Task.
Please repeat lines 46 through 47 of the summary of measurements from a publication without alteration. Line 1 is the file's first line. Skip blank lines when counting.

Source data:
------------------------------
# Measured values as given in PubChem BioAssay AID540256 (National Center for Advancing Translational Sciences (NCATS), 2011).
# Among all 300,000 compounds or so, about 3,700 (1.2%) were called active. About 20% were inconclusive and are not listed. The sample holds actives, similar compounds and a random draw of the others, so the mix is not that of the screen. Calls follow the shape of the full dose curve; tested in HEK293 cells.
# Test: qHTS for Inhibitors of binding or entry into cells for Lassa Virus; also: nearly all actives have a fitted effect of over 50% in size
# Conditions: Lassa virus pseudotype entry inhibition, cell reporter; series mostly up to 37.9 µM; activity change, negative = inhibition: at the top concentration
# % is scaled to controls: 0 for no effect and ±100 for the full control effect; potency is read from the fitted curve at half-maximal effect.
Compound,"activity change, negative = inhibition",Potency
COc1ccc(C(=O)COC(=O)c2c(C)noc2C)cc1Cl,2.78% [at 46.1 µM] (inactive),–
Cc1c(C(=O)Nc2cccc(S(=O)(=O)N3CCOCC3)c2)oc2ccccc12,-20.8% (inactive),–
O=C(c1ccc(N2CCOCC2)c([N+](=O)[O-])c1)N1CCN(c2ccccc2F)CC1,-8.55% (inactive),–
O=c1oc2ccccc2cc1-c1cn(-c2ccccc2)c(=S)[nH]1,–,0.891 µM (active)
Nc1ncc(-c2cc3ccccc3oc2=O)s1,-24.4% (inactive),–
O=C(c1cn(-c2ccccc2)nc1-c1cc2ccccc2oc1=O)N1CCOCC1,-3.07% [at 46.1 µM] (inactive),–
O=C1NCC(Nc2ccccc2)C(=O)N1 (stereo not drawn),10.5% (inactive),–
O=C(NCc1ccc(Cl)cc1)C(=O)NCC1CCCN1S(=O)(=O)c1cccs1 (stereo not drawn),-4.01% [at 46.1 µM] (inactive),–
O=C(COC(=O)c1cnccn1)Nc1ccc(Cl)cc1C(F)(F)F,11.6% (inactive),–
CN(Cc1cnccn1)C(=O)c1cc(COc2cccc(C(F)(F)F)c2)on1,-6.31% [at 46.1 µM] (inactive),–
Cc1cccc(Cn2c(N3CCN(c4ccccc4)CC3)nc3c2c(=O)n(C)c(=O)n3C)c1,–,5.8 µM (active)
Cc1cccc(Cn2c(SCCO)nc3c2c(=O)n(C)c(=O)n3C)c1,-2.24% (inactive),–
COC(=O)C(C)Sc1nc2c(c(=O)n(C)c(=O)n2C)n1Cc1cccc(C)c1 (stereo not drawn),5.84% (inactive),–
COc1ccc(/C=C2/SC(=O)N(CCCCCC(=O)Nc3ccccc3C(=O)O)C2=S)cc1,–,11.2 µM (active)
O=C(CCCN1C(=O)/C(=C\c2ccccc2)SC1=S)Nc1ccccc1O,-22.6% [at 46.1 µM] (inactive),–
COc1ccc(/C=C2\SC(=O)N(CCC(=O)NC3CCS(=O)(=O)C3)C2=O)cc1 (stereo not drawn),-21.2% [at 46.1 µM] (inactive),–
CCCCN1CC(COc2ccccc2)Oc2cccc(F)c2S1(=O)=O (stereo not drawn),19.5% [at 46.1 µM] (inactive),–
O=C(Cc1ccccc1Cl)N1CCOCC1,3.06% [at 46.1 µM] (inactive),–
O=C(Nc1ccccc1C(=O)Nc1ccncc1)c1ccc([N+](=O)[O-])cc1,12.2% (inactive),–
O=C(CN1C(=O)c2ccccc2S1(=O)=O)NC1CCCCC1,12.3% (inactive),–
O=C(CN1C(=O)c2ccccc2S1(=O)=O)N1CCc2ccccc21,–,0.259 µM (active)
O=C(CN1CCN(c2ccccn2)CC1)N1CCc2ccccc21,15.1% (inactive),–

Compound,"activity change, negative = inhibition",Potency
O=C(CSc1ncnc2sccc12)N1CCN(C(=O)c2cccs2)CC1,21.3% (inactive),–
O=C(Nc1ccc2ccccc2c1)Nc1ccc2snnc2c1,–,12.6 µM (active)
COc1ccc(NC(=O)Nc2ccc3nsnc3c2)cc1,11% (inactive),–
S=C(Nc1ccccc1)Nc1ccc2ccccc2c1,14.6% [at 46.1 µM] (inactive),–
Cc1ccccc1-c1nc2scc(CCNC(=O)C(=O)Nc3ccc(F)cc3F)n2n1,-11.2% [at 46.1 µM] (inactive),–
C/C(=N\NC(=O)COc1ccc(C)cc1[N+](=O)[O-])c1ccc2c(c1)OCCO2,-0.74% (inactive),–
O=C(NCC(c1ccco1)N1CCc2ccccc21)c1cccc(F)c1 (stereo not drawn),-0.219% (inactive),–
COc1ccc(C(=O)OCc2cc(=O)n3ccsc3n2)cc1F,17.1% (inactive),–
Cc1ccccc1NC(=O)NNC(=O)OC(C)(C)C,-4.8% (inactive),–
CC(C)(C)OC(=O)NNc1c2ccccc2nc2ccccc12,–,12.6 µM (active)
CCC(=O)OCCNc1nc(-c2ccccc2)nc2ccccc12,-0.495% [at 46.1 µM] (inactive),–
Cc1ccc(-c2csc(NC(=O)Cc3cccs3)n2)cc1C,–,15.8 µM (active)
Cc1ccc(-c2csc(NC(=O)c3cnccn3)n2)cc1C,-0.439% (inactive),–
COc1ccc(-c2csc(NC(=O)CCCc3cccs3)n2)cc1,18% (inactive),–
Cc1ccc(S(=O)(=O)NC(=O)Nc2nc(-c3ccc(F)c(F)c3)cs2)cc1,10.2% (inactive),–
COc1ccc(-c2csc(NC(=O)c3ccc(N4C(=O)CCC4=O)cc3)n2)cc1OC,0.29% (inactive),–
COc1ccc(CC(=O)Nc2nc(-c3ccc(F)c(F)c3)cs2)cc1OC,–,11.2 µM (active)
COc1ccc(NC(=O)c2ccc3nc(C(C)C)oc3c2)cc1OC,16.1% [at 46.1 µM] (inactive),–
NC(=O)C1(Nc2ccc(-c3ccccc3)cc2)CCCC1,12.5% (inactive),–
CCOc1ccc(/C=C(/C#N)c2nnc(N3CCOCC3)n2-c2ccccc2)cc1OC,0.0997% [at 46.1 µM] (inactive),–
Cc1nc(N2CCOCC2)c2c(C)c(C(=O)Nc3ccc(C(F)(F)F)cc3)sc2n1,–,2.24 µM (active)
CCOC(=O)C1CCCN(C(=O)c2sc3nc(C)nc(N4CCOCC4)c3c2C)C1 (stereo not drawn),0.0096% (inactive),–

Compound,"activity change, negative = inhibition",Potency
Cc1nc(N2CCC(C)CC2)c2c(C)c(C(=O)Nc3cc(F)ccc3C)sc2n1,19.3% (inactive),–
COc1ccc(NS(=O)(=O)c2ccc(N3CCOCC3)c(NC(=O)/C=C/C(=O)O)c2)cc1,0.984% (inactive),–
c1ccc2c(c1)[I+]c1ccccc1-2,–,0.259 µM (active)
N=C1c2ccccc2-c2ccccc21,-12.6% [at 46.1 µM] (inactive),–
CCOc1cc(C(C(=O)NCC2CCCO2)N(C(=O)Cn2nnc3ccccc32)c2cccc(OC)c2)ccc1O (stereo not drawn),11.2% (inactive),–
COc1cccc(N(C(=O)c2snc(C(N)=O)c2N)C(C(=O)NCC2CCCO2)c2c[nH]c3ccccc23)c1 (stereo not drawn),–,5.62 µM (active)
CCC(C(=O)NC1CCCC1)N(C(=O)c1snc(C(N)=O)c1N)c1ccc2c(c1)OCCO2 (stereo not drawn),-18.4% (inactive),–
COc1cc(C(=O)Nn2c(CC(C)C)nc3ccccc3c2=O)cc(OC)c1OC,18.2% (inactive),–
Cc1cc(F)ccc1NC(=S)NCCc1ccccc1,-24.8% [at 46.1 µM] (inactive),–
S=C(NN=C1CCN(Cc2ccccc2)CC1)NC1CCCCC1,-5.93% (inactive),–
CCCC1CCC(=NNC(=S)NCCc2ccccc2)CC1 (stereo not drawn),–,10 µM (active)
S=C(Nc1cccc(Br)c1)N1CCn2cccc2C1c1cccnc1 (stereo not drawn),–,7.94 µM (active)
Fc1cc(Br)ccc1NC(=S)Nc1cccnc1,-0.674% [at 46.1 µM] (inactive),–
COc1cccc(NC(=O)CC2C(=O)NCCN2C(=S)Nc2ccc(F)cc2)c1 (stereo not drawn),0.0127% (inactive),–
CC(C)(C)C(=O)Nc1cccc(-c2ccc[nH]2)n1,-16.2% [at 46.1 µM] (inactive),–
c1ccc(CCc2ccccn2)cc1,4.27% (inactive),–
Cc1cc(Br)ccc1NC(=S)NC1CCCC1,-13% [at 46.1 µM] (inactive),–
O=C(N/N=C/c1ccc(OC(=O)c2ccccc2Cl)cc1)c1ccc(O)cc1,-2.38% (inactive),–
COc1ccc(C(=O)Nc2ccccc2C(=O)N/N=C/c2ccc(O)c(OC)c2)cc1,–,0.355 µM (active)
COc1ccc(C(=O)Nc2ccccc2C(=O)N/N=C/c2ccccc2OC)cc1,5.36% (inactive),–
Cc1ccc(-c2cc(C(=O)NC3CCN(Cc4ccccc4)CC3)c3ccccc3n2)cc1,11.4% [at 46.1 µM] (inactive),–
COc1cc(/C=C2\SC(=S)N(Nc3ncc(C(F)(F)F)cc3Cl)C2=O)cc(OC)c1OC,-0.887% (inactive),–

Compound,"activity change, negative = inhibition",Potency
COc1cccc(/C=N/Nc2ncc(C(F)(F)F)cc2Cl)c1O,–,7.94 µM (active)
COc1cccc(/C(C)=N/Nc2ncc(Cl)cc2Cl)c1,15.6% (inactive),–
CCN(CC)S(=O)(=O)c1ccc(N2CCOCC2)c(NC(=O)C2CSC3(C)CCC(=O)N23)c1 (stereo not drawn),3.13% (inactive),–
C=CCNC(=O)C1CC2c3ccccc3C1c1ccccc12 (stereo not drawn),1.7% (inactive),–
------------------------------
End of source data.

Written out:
COc1ccc(CC(=O)Nc2nc(-c3ccc(F)c(F)c3)cs2)cc1OC,–,11.2 µM (active)
COc1ccc(NC(=O)c2ccc3nc(C(C)C)oc3c2)cc1OC,16.1% [at 46.1 µM] (inactive),–